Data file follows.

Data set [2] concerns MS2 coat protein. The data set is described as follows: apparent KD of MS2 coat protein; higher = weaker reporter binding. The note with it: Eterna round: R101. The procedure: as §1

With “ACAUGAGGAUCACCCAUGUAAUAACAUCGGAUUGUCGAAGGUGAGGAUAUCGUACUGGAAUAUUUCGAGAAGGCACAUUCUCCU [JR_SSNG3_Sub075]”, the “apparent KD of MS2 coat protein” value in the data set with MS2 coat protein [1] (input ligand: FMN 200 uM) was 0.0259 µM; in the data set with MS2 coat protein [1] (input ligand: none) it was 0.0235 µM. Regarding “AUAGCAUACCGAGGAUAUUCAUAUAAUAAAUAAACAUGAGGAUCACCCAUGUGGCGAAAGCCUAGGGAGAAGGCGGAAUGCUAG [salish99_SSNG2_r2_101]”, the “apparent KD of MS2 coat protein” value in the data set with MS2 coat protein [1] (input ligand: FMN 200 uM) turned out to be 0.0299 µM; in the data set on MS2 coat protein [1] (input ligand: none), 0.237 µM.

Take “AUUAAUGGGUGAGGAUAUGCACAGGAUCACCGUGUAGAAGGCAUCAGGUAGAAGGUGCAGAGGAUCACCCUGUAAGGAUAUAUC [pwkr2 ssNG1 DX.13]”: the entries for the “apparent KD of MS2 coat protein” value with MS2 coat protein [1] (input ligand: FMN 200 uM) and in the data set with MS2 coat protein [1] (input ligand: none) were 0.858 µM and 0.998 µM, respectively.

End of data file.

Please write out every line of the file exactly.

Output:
Data set [2] concerns MS2 coat protein. The data set is described as follows: apparent KD of MS2 coat protein; higher = weaker reporter binding. The note with it: Eterna round: R101. The procedure: as §1

With “ACAUGAGGAUCACCCAUGUAAUAACAUCGGAUUGUCGAAGGUGAGGAUAUCGUACUGGAAUAUUUCGAGAAGGCACAUUCUCCU [JR_SSNG3_Sub075]”, the “apparent KD of MS2 coat protein” value in the data set with MS2 coat protein [1] (input ligand: FMN 200 uM) was 0.0259 µM; in the data set with MS2 coat protein [1] (input ligand: none) it was 0.0235 µM. Regarding “AUAGCAUACCGAGGAUAUUCAUAUAAUAAAUAAACAUGAGGAUCACCCAUGUGGCGAAAGCCUAGGGAGAAGGCGGAAUGCUAG [salish99_SSNG2_r2_101]”, the “apparent KD of MS2 coat protein” value in the data set with MS2 coat protein [1] (input ligand: FMN 200 uM) turned out to be 0.0299 µM; in the data set on MS2 coat protein [1] (input ligand: none), 0.237 µM.

Take “AUUAAUGGGUGAGGAUAUGCACAGGAUCACCGUGUAGAAGGCAUCAGGUAGAAGGUGCAGAGGAUCACCCUGUAAGGAUAUAUC [pwkr2 ssNG1 DX.13]”: the entries for the “apparent KD of MS2 coat protein” value with MS2 coat protein [1] (input ligand: FMN 200 uM) and in the data set with MS2 coat protein [1] (input ligand: none) were 0.858 µM and 0.998 µM, respectively.